On November 2, Crowell hosted an in-person roundtable discussion, featuring government officials, industry experts and other stakeholders, to discuss the development of artificial intelligence (AI) and machine learning (ML) systems and tools in the healthcare sector as well as the government’s role in regulating such technology. Policy makers, thought leaders, healthcare innovators, and business executives came together for a lively and engaging conversation.
During the first session led by Crowell Health Solutions (CHS) Managing Director and Partner at Crowell & Moring Jodi Daniel, panelists discussed recent federal regulatory and legislative developments to govern health AI. Earlier that week, the Administration had issued an Executive Order (EO) to advance the “Safe, Secure, and Trustworthy Development and Use of Artificial Intelligence.” Danielle Carnival, Deputy Assistant to the President for the Cancer Moonshot and Deputy Director for Health Outcomes at the Office of Science and Technology Policy (OSTP), discussed the EO’s health care-specific provisions and highlighted the President’s commitment to protect individuals’ privacy and advance health equity and civil rights. Aaron Cummings, co-chair of Crowell & Moring Government Affairs, provided insight about Congress’ plan to regulate AI and told participants to expect House and Senate hearings in the coming months, specifically focused on health data privacy issues and potential proposals to revise the Health Insurance Portability and Accountability Act (HIPAA) framework.
Nigel Cory, Associate Director of Trade Policy of the Information Technology and Innovation Foundation spoke about the intersection of international and U.S. policy on AI, specifically commenting on data sharing between countries in addition to the European Union’s General Data Protection Regulation (GDPR). Cory emphasized the role of the private sector in government discussions to regulate AI, stating that the private sector should play a foundational role in the development of technical standards. The European Union has been a leader internationally in regulating AI and most recently reached an agreement on the AI Act among key policymakers. Patty Wu, Crowell & Moring International Vice President and Managing Director, stated that international companies can look at specific use cases while discussing and analyzing policy issues in order to harness AI for good.
The second session, led by CHS Director and Crowell & Moring Counsel Roma Sharma, featured the perspectives of healthcare stakeholders from private industry and focused on organizations’ current and future use of health AI. Ms. Sharma spoke about the importance of organizational focus on ethical use of AI, ensuring that such technologies are trusted by patients and consumers, and establishing policy guardrails to prevent bias and discrimination. Dale Kadlec, Lead Counsel of U.S. Health and Life Sciences at Microsoft, spoke about the company’s development and use of Microsoft’s responsible use of AI principles and the ways in which Microsoft’s AI services provide value in health care delivery and administration.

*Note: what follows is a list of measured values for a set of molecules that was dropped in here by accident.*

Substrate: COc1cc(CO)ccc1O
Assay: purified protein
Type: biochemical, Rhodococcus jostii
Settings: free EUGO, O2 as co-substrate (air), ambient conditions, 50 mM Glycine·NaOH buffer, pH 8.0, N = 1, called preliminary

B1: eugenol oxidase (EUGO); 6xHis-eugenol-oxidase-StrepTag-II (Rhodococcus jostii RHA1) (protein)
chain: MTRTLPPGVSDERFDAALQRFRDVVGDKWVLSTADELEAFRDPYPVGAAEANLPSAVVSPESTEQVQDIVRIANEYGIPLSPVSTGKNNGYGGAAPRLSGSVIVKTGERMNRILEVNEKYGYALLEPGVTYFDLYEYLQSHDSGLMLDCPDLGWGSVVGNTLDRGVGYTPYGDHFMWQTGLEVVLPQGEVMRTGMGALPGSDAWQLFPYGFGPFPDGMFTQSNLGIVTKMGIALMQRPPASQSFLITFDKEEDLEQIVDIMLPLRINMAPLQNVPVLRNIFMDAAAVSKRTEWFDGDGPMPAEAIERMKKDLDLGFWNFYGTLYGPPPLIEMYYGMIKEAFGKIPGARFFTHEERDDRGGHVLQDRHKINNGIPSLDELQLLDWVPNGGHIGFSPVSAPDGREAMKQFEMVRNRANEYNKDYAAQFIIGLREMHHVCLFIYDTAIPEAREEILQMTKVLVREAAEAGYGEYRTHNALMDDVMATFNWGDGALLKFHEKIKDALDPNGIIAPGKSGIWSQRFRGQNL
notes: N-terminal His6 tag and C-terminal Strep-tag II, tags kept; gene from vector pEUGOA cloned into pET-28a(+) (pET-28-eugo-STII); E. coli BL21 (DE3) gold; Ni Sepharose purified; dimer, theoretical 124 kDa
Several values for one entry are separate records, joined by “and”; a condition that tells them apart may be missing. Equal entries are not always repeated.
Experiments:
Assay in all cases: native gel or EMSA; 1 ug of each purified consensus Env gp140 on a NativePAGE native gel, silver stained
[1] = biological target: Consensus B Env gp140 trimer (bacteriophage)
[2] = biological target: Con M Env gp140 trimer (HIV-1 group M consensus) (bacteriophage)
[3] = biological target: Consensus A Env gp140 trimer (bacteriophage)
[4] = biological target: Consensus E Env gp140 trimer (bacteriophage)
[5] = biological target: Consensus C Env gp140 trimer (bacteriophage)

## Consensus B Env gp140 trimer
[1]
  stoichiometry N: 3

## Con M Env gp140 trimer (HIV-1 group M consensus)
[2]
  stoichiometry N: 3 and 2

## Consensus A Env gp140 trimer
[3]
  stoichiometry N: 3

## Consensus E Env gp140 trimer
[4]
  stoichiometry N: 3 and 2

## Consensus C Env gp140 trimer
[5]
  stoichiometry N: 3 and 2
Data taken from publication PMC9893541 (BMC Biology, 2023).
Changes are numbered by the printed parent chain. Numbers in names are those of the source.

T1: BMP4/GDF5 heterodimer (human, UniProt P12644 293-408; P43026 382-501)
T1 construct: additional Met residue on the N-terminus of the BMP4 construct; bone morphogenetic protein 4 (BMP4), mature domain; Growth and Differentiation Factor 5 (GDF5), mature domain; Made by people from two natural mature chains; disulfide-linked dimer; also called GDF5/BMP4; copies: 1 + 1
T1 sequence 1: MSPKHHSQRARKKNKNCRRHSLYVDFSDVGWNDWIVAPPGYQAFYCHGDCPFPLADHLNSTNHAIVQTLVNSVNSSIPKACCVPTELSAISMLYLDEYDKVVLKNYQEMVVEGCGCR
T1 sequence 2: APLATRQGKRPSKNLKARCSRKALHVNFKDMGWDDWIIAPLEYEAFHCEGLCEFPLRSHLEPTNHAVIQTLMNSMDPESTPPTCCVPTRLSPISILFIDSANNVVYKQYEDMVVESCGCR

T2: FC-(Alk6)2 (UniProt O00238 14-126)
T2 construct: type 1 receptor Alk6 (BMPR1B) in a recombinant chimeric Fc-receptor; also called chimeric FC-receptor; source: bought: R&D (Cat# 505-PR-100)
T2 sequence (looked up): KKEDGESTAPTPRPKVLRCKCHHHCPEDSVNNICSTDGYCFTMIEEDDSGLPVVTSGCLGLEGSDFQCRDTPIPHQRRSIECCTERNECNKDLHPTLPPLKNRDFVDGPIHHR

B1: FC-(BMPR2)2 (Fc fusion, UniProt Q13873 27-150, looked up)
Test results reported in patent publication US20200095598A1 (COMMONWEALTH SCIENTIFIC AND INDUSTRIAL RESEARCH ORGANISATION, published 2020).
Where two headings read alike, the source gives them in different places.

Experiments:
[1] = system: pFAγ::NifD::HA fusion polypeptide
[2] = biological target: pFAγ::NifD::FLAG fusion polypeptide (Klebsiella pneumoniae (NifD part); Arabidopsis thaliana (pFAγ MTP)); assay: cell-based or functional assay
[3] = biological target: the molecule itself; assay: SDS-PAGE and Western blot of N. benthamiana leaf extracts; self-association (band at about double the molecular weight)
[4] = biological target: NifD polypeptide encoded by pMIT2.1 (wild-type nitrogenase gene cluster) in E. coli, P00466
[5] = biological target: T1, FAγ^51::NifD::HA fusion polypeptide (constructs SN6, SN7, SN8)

Christian Wickert, Head of Global Digital Policy of Merck KGaA stated that the company organized a digital health panel, comprised of representatives from the private sector, academia, and patient groups, to examine privacy and bias issues when using health AI tools. Wickert stated that transparency is one of the most important elements for development of AI systems and technologies. Ashley Southerland, Vice President and Deputy General Counsel of Homeward Health, explained that organizations’ use of health AI must foremost consider harm and other impact on patients. Ms. Southerland stated that partnerships with local individuals and organizations can help to build trust among a rural patient population.
Policy frameworks have become increasingly important as AI/ML technology develops rapidly, with industry experts wary of the pace of technological development outpacing guardrails and regulations. Companies and organizations continue to track international and domestic policy developments and implement internal guardrails governing data use and use of AI tools. Technological and regulatory developments in AI/ML will continue to move rapidly.
The roundtable discussion on AI was co-organized by CHS, Crowell & Moring International, and Crowell & Moring Government Affairs. CHS is a strategic consulting firm focused on helping clients to pursue and deliver innovative alternatives to the traditional approaches of providing and paying for health care, including through digital health, health equity, and value-based health care.